But the Golden Lion went to the Danish Pavilion, and that choice raises the real question: Is this where European architecture is or wants to be going? Is it really all about data? The vaguely colonial Danish project consisted of proposals for urbanism in China, carried out by Danish architects working with Chinese students. The results looked no different than what one would expect to be turned out by OMA or MVRDV, or at one of the American universities infested with the graduates and architects from those nodes of digital interpretation of physical data. For that is what this direction in architecture offers: the reduction of the physical, economic and social reality of our world to information that can then be represented through graphic means. One of the major innovations created by OMA and its allies in the last decade has been to turn that graphical representation into three-dimensional form, if not into built reality. In this architecture, floor plans and elevations consist of the names of the various functions written out and stacked on top of each other. Computer renderings present literal mountains of data and mountain ranges of different economic conditions. There are no sections, there is no material, and construction is outsourced to Arup & Partners (see also page 58).
This is of course not the only thing that an office such as OMA or MVRDV or some of the architects of the Danish pavilion produce. What is remarkable is that a building such as the Dutch Embassy in Berlin, which won the Mies van der Rohe Award for European Architecture last year, and which was designed by OMA, is a compelling object not because of or despite such an approach, but in addition to it. That building presents a physical presence, a complex spatial logic, and a critique of both diplomatic representation and the working of bureaucracy that is built into it, from its overall shape to the material of its floor coverings and door handles. That is what makes it a great building.
The question then is this: By what process of refinement do we get from the mountain of data ore to crystalline architecture? What is it that allows us to find that moment of physical construction, of spatial organization, of material assemblage, that makes us aware of the critical exposition that otherwise exists only in laser printed slogans?
To Biennale Commissioner Richard Burdett, evidently aware of this issue, the answer is that one finds it outside of the mainstream profession of architecture. One finds it in self-help programs in the favelas of South America and in the minibus shelters of Johannesburg. One finds it in the photographs of Andreas Gursky, Thomas Struth and Thomas Ruff and in the sheer act of accumulating images and data in one place, as in the models of densities Burdett had built in the Corderia. One finds it, in other words, not in buildings but in their representation or in the actions of which they are only the – almost happenstance – result. The Arsenale presented the solution to the question of the future of urbanity as a monumental parade of spatialized data with visions of what could be beyond buildings.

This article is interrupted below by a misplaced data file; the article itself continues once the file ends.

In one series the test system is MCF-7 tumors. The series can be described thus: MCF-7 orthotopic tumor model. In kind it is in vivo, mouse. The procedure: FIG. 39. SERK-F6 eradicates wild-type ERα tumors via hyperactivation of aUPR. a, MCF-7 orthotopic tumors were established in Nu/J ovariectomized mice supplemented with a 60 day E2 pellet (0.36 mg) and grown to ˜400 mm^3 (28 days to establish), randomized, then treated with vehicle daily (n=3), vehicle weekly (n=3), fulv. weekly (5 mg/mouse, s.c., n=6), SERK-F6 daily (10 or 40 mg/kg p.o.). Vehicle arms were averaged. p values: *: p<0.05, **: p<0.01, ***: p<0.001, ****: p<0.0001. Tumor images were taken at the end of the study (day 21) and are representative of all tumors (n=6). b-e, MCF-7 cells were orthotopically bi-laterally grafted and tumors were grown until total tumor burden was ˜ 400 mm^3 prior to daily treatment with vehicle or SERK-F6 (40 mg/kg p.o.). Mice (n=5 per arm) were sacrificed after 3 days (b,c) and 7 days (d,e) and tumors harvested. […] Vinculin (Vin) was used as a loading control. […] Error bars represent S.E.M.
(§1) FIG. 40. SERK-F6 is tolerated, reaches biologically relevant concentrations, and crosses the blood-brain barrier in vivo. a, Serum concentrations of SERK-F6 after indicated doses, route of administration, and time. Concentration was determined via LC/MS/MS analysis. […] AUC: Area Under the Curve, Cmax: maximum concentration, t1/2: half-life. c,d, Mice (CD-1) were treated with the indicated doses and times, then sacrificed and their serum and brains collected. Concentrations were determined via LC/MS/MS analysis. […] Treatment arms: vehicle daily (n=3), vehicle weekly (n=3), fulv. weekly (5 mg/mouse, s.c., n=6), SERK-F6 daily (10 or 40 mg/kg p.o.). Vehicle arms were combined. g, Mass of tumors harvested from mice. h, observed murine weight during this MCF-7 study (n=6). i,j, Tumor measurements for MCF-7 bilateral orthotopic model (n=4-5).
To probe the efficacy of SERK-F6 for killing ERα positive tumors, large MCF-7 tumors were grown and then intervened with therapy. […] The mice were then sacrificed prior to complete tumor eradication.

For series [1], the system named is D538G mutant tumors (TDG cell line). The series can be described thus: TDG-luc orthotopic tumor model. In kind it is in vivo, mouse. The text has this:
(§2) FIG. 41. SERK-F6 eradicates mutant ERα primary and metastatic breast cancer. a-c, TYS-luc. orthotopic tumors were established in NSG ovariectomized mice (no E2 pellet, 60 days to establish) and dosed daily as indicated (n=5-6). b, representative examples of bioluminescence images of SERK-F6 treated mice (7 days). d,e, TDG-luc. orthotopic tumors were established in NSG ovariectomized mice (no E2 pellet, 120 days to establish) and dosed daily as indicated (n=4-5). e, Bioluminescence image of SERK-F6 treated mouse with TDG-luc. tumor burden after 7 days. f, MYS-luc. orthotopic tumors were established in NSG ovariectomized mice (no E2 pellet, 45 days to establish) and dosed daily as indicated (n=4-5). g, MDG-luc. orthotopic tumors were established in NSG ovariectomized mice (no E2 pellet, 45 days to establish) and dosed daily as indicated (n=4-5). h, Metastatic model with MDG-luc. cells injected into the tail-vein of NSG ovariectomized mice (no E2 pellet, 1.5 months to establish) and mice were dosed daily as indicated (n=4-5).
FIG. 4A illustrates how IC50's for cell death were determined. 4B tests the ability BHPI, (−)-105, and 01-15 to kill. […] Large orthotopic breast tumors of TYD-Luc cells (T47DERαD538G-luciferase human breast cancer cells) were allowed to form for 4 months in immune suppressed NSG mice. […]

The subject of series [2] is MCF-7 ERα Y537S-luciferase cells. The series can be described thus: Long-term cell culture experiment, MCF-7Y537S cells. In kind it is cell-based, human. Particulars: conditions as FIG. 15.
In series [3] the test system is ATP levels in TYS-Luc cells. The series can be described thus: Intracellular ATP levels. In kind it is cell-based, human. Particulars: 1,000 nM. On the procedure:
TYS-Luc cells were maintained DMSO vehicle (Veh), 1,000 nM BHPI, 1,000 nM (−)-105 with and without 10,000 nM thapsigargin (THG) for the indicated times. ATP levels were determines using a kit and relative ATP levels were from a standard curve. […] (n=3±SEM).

The strange effect of a Biennale that tried to show us the importance of cities, their history and their future, is that it made both those urban artifacts and the architecture out of which we once thought they were made seem completely irrelevant and poignantly present. Everywhere always the memory of something called the city and architecture echoed through the halls of the Arsenale and rustled in the leaves of Giardini. The city was present as a romantic ideal and architecture as fragmentary construction. Within these bits of memory and figments of future forms were no tools for making cities or architectures on display only user’s manuals for assembling data into a kit of parts out of which a lived reality might someday arise.
If European and global architecture is to have relevance, it of course needs to look beyond reactionary notions of pre-Enlightenment European cities as models for social cohesion and beyond the monumental tradition in architecture. But it must also figure out how to go beyond an agitprop utopia of data collection. It needs to work with discover those tools proper to architecture and its large-scale cousin, urbanism, namely space, construction, composition and all the other elements by which we make representations in three dimensions. It must then use its particular skills as well as its social aims to make critical form. It will not do to just pile up information and to make data visible. It is time to shape data, to open up the urban landscape with data, and to create the forms that will offer concrete alternatives to urban developments that are physically, socially and environmentally wasteful. Beautiful form and shaped space might be conservative relics or even fetishes that in themselves are not critical and might not be what builds cities, but we must at least start there.
Aaron Betsky ist Direktor des Cincinnati Art Museum. Davor leitete er das NAI und war Kurator für Architektur, Design und Digital Projects am San Francisco Museum of Modern Art. Als ausgebildeter Architekt hat er rund ein Dutzend Bücher über Architektur und Design verfasst, zuletzt »False Flats: Why Dutch Design Is So Good« (2004).